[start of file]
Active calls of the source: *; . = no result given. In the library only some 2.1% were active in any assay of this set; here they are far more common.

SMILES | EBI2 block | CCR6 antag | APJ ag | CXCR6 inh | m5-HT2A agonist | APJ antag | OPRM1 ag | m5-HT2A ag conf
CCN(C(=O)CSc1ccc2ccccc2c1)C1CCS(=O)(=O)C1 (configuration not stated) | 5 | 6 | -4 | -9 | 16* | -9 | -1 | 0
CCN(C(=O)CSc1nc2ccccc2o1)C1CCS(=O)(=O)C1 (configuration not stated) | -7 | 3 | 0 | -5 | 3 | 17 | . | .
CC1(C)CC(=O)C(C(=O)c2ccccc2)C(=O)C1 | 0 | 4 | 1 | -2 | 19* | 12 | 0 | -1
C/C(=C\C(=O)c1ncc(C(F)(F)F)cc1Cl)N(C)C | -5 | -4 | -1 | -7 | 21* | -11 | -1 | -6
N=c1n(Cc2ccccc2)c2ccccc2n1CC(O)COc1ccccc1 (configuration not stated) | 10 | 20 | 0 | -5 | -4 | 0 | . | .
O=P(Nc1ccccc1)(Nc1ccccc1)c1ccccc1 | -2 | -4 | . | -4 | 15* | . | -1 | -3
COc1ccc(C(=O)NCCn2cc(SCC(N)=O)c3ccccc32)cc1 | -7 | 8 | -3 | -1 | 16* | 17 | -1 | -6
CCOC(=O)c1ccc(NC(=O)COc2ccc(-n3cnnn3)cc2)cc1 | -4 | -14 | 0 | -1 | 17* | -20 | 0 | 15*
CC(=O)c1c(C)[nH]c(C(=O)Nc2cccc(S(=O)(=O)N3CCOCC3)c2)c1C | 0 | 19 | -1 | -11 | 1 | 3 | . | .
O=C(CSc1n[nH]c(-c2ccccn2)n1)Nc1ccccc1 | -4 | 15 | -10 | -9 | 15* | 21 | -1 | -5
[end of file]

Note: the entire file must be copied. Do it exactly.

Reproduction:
Active calls of the source: *; . = no result given. In the library only some 2.1% were active in any assay of this set; here they are far more common.

SMILES | EBI2 block | CCR6 antag | APJ ag | CXCR6 inh | m5-HT2A agonist | APJ antag | OPRM1 ag | m5-HT2A ag conf
CCN(C(=O)CSc1ccc2ccccc2c1)C1CCS(=O)(=O)C1 (configuration not stated) | 5 | 6 | -4 | -9 | 16* | -9 | -1 | 0
CCN(C(=O)CSc1nc2ccccc2o1)C1CCS(=O)(=O)C1 (configuration not stated) | -7 | 3 | 0 | -5 | 3 | 17 | . | .
CC1(C)CC(=O)C(C(=O)c2ccccc2)C(=O)C1 | 0 | 4 | 1 | -2 | 19* | 12 | 0 | -1
C/C(=C\C(=O)c1ncc(C(F)(F)F)cc1Cl)N(C)C | -5 | -4 | -1 | -7 | 21* | -11 | -1 | -6
N=c1n(Cc2ccccc2)c2ccccc2n1CC(O)COc1ccccc1 (configuration not stated) | 10 | 20 | 0 | -5 | -4 | 0 | . | .
O=P(Nc1ccccc1)(Nc1ccccc1)c1ccccc1 | -2 | -4 | . | -4 | 15* | . | -1 | -3
COc1ccc(C(=O)NCCn2cc(SCC(N)=O)c3ccccc32)cc1 | -7 | 8 | -3 | -1 | 16* | 17 | -1 | -6
CCOC(=O)c1ccc(NC(=O)COc2ccc(-n3cnnn3)cc2)cc1 | -4 | -14 | 0 | -1 | 17* | -20 | 0 | 15*
CC(=O)c1c(C)[nH]c(C(=O)Nc2cccc(S(=O)(=O)N3CCOCC3)c2)c1C | 0 | 19 | -1 | -11 | 1 | 3 | . | .
O=C(CSc1n[nH]c(-c2ccccn2)n1)Nc1ccccc1 | -4 | 15 | -10 | -9 | 15* | 21 | -1 | -5